Self Doubt

This one is hazardous because you'll start to doubt yourself and your medical abilities, which could mean that you're making poor decisions or that you aren't making a difference in someone's life.


Physical and mental burnout can harm you and your patients, so it's important to get ahead of this issue at the first sign you may be suffering from burnout.


For more reading on the symptoms of burnout, check out this article.


How You Can Avoid Medical Professional Burnout


You can beat burnout, no matter how severe your case of burnout is. The first step is to recognize that you're experiencing it and then take steps to recover from it. This can be done by having a conversation with your manager or supervisor about how you're feeling, taking time off of work if possible, engaging in self-care activities (like meditation or taking walks), and making sure that you are caring for yourself physically as well as mentally and emotionally.


Here are some tips for beating burnout at work as a medical professional:


Take Breaks

Taking breaks is an important part of avoiding burnout. When you feel overwhelmed, take a break and do something unrelated to work for a few minutes. Your brain needs time away from tasks to recover and come up with new ideas.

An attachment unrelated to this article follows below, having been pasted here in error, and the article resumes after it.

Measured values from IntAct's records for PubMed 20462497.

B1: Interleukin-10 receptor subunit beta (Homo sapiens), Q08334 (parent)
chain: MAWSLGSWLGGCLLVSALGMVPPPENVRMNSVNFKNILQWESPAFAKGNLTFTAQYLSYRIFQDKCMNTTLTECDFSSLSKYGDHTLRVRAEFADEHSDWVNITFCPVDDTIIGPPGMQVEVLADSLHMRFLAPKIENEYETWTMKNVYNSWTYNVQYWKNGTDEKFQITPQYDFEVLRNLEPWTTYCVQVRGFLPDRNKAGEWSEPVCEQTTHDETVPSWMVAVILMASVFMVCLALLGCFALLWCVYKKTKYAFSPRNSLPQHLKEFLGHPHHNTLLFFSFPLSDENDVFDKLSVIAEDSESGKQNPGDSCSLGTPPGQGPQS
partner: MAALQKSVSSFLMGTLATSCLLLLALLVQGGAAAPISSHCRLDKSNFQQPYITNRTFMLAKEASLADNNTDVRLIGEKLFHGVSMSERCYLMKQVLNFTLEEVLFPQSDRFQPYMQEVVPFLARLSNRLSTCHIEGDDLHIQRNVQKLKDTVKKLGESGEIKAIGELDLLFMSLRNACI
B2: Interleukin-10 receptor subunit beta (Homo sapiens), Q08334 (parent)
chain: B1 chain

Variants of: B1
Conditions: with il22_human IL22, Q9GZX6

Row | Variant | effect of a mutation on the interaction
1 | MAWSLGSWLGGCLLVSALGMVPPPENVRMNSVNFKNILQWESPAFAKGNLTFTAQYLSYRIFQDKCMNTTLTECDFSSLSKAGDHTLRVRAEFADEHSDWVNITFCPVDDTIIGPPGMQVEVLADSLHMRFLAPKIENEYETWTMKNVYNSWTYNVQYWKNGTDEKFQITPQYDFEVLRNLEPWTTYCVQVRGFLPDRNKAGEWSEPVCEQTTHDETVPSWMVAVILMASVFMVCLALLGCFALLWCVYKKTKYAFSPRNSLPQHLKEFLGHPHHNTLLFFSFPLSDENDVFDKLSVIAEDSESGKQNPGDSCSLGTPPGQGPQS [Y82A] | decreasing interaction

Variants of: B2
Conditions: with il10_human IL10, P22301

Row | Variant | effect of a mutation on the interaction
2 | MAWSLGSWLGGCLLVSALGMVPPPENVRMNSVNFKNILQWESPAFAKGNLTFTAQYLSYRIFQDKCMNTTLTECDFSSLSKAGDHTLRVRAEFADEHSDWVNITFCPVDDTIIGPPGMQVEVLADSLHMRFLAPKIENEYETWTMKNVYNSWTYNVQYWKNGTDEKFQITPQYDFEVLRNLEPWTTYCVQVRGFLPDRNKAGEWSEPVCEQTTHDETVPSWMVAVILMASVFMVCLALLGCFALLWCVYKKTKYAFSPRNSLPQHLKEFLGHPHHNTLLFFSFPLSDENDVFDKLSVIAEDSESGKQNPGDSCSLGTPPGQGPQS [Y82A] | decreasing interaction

If you're having trouble taking breaks or asking for help when it comes to your workload - or if other doctors are reluctant to give their colleagues space - it may be time for some serious self-care measures:

• Talk with someone outside the hospital about what's going on.

• Schedule some time off.

• Get a massage or walk around town (or just sit quietly).


Don't feel guilty about taking care of yourself! Taking care of yourself and ensuring you are okay is ultimately the best thing you can do for your patients and your staff.


Surround Yourself With People Who Care About You

If you're feeling burnt out, it's important to talk to someone. If you don't have anyone in your life who is willing or able to listen, try finding someone else.


Don't spend all your time at work, and don't spend all your time with colleagues or patients. Make sure to get out and about and spend some quality time with friends and family, especially those who make you laugh!